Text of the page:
Grist to the Mill

08 December, 2005


There are different indices of time according to which part of the planet we reside in. Everyone know this. Right now, in England, we're in Greenwich Mean Time. I often wonder how much trouble it causes flight schedulers when the clocks move forwards and backwards from (British) Summer Time to GMT. Most countries observe daily saving time - Russia follows it and changes its clocks on the same weekend that we do. Some other countries save their hour on a different weekend, however, while a few places don't bother with it at all. I used to have to change all the digital clocks on the trading floor of a brokerage - unfortunately, they were all interconnected. It wasn't my favourite task... Brazil, I recall, makes its changes on a different weekend to the majority of countries. It must surely be a far more complex operation for flight timetablers and air-traffic controllers though.

I suppose more people must be familiar with the acronyms because of the rise of email and the way many services are hosted in the US. Some programmes are set to Eastern Standard Time, others are in Mountain Standard Time, etc.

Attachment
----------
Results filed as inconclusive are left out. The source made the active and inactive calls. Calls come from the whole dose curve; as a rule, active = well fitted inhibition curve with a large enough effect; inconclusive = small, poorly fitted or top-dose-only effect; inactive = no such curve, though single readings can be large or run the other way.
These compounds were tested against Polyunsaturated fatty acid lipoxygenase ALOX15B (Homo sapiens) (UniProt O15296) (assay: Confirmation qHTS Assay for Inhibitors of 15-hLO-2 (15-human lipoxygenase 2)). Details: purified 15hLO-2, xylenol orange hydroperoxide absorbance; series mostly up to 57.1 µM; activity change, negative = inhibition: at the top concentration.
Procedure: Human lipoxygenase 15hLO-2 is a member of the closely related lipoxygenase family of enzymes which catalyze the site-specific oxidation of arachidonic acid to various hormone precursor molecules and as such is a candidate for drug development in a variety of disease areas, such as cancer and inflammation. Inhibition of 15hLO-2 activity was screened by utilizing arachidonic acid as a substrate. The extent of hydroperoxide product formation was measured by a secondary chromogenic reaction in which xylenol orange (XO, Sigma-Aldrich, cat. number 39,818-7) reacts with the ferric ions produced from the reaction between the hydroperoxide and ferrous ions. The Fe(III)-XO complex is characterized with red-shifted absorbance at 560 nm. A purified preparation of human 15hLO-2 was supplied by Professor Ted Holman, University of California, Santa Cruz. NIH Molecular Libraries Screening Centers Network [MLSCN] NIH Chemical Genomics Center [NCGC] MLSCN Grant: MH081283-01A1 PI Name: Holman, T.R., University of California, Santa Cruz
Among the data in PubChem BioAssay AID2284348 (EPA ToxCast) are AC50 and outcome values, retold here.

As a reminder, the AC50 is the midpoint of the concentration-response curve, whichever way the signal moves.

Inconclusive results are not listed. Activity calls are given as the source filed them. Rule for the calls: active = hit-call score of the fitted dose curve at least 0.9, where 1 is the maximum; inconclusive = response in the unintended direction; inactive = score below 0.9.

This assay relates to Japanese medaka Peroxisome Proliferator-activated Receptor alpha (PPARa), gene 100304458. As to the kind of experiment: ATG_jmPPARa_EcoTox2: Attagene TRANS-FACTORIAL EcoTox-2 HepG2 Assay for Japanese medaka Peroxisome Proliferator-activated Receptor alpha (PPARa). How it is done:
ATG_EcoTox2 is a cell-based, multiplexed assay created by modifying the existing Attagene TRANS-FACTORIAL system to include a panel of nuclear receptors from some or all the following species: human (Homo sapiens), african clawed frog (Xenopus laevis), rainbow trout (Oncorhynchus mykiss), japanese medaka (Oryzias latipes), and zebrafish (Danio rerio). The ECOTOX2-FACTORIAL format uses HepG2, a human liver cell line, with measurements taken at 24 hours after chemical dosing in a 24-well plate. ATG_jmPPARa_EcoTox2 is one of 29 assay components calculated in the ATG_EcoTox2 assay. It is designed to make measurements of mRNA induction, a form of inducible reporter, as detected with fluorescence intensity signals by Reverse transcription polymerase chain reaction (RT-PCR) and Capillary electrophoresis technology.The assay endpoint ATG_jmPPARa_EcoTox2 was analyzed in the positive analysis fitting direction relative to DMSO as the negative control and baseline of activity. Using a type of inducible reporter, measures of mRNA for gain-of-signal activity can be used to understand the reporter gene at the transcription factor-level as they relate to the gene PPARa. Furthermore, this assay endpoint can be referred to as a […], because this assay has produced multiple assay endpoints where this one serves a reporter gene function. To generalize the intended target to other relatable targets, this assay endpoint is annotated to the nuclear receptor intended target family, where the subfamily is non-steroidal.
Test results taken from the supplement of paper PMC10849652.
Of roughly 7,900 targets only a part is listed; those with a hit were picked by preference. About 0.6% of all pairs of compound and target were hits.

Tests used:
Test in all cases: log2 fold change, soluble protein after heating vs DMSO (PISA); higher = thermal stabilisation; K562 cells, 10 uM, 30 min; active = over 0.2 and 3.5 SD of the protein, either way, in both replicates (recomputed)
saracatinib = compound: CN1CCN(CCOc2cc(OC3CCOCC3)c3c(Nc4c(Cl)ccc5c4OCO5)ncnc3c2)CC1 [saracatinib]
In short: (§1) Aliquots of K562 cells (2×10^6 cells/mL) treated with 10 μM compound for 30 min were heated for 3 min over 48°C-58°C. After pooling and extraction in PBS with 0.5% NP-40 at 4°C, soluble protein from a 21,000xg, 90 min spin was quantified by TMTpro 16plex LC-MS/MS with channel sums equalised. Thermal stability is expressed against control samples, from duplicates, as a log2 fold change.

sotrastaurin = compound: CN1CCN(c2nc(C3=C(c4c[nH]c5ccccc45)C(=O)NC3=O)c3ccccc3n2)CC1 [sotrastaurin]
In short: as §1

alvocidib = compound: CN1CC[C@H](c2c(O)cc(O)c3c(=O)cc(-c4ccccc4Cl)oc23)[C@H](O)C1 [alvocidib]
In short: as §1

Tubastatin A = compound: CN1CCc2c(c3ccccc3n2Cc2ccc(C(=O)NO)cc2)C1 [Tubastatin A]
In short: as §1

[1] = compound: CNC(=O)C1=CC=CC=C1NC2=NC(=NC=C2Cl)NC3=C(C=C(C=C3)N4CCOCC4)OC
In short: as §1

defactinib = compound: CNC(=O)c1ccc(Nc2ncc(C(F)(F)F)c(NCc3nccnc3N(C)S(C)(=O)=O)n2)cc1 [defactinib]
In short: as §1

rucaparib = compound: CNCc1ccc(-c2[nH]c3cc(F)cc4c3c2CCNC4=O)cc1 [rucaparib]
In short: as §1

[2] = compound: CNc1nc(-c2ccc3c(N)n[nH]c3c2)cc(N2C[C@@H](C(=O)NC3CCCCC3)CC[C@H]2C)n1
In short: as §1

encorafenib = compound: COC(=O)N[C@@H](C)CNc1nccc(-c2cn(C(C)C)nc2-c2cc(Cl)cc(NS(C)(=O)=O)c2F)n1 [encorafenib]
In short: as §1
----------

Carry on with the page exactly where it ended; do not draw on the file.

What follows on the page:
What I love, though, is the existence of something called UT - 'Universal Time'. An astrologer told me this a few months ago. If all the world's astrologers want to observe, say, something to do with Saturn's rings (assuming the hemisphere doesn't affect its visibility), the phenomena is described in terms of Universal Time. Luckily for us, this is the same as GMT. There is some confusion about the exact distinction between the two and it's something incredily complicated concerning physics. (Roughly speaking, GMT is more concerned with the Sun's motion while UT considers the earth's crust. I think.) It amounts to the same thing, in practice.

But doesn't Universal Time sound less like a measure for people in different places on earth and more like a standard for beings in different parts of the universe? Thus, if there's something exciting happening in deep space, earthlings, martians, and any other extra terrestrial critters can all synchronise their watches and take to their telescopes at the same time.

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